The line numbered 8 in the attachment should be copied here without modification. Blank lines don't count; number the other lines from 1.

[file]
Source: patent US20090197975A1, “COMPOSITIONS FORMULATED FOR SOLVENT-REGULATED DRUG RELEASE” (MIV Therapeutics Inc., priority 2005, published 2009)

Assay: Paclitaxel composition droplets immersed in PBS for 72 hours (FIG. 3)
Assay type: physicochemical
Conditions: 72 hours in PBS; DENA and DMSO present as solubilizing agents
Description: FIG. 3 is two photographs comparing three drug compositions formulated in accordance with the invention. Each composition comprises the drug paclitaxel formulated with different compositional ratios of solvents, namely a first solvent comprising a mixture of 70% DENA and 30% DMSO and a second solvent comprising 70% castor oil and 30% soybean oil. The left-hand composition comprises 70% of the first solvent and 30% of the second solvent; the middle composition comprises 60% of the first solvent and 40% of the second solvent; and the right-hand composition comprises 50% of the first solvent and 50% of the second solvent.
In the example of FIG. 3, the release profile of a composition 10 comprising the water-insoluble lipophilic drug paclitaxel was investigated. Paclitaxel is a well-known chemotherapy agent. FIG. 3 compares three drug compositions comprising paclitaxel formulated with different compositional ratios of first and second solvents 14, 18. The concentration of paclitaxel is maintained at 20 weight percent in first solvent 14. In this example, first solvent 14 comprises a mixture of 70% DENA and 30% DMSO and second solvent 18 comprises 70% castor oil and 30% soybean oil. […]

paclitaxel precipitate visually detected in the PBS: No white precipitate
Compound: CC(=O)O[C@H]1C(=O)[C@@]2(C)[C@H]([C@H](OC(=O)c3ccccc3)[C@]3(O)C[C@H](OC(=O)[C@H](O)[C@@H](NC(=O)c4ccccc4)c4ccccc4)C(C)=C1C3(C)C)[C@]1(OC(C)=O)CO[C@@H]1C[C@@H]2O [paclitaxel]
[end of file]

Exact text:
Compound: CC(=O)O[C@H]1C(=O)[C@@]2(C)[C@H]([C@H](OC(=O)c3ccccc3)[C@]3(O)C[C@H](OC(=O)[C@H](O)[C@@H](NC(=O)c4ccccc4)c4ccccc4)C(C)=C1C3(C)C)[C@]1(OC(C)=O)CO[C@@H]1C[C@@H]2O [paclitaxel]